Opinions

The Bondage of Globalism

By Omar Rabhi

Whoso does not realize the destructive nature of ideological, economic and religious globalizing institutions, or does not see the ultra-violent rejections they would provoke and the ruinous forces they usher in, or does not understand the futility and outrageousness of sweeping humanity beneath one single stream of culture – he must be likened to a hermit, bound in the shackles of Plato’s cave, seeing naught but shadows of the true world.

The globalist ideology argues for the transfer of power from sovereign states to super-national federations, with the end goal of political unity within a community of all humans. However, the right of self-determination to peoples without states is categorically denied in this ideology. Diversity of culture is ignored, and no thought given to the logical assumption that the only way to establish and maintain a globalist order would be through exercising violence toward those who would not willingly surrender their sovereignty.

In the history of democracies, France is distinguished by a pretension to universalism. The symbolic expulsion of the aristocracy wrote for the French a story of chaotic class struggle, so that France today will never have to revisit their democracy of exclusion which was illustrated notably by the slavery and brutal management of its colonial empire. Confronted today with the return of communitarianism and the dynamics of identity, France has skilfully used this « scarecrow » to conceal the economic disaster, feelings of inequality in the face of injustice and betrayal of representatives.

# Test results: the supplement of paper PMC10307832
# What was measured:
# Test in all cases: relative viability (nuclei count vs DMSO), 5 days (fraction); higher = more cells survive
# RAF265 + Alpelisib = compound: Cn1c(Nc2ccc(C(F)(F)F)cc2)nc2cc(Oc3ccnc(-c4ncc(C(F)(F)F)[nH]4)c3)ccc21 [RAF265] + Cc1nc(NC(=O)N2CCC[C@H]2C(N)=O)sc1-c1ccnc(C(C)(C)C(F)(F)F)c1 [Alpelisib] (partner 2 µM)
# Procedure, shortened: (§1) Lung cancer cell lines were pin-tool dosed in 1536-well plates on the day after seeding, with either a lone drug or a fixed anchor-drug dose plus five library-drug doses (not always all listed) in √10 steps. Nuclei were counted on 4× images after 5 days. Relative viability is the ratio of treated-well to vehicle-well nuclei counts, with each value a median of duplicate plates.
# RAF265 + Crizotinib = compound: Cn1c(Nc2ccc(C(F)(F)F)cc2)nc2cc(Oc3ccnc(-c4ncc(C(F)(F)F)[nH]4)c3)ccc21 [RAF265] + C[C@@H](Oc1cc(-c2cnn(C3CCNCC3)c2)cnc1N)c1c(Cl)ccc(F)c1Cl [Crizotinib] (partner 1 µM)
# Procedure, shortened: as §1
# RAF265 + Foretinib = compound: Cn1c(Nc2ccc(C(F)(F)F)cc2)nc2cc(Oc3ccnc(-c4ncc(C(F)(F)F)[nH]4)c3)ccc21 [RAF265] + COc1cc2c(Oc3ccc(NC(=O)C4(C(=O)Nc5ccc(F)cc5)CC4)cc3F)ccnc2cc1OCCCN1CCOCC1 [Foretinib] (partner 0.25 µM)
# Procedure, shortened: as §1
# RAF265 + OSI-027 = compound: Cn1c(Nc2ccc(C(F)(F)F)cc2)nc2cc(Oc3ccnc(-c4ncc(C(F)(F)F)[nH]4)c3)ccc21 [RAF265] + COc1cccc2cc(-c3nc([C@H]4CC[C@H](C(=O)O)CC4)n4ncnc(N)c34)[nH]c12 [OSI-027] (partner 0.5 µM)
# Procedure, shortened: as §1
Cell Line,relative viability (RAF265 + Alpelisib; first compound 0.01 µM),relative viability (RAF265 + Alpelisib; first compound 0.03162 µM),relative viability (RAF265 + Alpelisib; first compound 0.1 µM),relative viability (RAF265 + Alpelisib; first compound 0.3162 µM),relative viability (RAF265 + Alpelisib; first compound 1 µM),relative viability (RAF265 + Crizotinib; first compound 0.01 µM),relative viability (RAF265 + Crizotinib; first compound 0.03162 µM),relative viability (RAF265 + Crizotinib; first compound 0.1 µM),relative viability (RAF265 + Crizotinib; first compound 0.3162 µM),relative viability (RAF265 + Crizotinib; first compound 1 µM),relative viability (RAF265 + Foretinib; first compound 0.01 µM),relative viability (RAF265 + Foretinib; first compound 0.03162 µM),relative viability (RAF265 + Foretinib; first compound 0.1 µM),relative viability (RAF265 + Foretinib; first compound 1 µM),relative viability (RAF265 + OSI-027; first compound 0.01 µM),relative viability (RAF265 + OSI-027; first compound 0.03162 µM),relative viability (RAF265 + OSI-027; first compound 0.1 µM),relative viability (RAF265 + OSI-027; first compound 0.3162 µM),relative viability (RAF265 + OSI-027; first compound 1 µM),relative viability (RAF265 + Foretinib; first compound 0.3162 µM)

It is therefore on the basis of the very particular French example that the « Jacobin » extremists give lessons in democracy to the peoples without states, in need of freedom, criticising their inability to make a civilizational leap from their high horses.

It is readily accepted that freedom implies the right to difference and its expression in all spheres, except for the freedom of ethnic groups and the first peoples, who are deemed conspicuous because they refer to the ideological pretext of a « pure race » and nationalism of exclusion, ardently fought in the twentieth century to make the very idea of ​​freedom triumph.

Fuelled by this factitious justification and blinded by the hubris of their pseudo-civilizing mission, the nation-states would set aside hundreds of peoples and ethnic groups to slow down the inevitable decolonization, and so prolong indefinitely sufferings, genocides and conflicts.

As George Orwell would say: « The real division is not between conservatives and revolutionaries but between authoritarians and libertarians. « 

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